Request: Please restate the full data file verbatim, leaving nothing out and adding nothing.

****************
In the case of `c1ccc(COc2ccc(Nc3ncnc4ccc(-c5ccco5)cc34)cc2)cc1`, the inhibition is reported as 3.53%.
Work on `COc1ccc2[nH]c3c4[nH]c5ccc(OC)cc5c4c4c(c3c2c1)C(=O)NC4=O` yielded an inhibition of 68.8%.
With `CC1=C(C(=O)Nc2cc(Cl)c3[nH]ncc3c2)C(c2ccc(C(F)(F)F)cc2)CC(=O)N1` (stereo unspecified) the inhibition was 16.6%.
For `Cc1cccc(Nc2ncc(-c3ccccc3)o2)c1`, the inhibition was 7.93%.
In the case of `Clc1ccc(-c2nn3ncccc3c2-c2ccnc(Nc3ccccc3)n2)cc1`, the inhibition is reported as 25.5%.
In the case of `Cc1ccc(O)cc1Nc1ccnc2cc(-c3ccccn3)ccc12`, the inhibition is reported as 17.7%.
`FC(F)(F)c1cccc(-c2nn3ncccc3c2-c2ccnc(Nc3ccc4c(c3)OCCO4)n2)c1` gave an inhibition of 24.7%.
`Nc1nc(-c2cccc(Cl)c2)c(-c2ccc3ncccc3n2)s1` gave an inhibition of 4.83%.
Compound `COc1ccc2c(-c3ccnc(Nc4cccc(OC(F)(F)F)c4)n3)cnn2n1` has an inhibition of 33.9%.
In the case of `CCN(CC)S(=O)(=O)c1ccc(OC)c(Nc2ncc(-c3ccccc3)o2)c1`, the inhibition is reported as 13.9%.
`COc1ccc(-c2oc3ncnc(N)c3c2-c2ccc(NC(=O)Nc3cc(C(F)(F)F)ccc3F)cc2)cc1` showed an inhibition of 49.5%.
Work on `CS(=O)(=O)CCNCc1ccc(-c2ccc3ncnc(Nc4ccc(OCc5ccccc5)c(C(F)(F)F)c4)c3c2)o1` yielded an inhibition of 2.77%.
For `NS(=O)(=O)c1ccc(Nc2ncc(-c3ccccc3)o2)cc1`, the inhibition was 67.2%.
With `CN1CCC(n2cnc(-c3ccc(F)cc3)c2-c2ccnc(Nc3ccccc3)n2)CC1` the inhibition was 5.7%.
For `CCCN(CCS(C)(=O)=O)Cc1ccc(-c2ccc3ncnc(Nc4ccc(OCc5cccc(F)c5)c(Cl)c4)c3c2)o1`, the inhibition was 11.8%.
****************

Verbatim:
In the case of `c1ccc(COc2ccc(Nc3ncnc4ccc(-c5ccco5)cc34)cc2)cc1`, the inhibition is reported as 3.53%.
Work on `COc1ccc2[nH]c3c4[nH]c5ccc(OC)cc5c4c4c(c3c2c1)C(=O)NC4=O` yielded an inhibition of 68.8%.
With `CC1=C(C(=O)Nc2cc(Cl)c3[nH]ncc3c2)C(c2ccc(C(F)(F)F)cc2)CC(=O)N1` (stereo unspecified) the inhibition was 16.6%.
For `Cc1cccc(Nc2ncc(-c3ccccc3)o2)c1`, the inhibition was 7.93%.
In the case of `Clc1ccc(-c2nn3ncccc3c2-c2ccnc(Nc3ccccc3)n2)cc1`, the inhibition is reported as 25.5%.
In the case of `Cc1ccc(O)cc1Nc1ccnc2cc(-c3ccccn3)ccc12`, the inhibition is reported as 17.7%.
`FC(F)(F)c1cccc(-c2nn3ncccc3c2-c2ccnc(Nc3ccc4c(c3)OCCO4)n2)c1` gave an inhibition of 24.7%.
`Nc1nc(-c2cccc(Cl)c2)c(-c2ccc3ncccc3n2)s1` gave an inhibition of 4.83%.
Compound `COc1ccc2c(-c3ccnc(Nc4cccc(OC(F)(F)F)c4)n3)cnn2n1` has an inhibition of 33.9%.
In the case of `CCN(CC)S(=O)(=O)c1ccc(OC)c(Nc2ncc(-c3ccccc3)o2)c1`, the inhibition is reported as 13.9%.
`COc1ccc(-c2oc3ncnc(N)c3c2-c2ccc(NC(=O)Nc3cc(C(F)(F)F)ccc3F)cc2)cc1` showed an inhibition of 49.5%.
Work on `CS(=O)(=O)CCNCc1ccc(-c2ccc3ncnc(Nc4ccc(OCc5ccccc5)c(C(F)(F)F)c4)c3c2)o1` yielded an inhibition of 2.77%.
For `NS(=O)(=O)c1ccc(Nc2ncc(-c3ccccc3)o2)cc1`, the inhibition was 67.2%.
With `CN1CCC(n2cnc(-c3ccc(F)cc3)c2-c2ccnc(Nc3ccccc3)n2)CC1` the inhibition was 5.7%.
For `CCCN(CCS(C)(=O)=O)Cc1ccc(-c2ccc3ncnc(Nc4ccc(OCc5cccc(F)c5)c(Cl)c4)c3c2)o1`, the inhibition was 11.8%.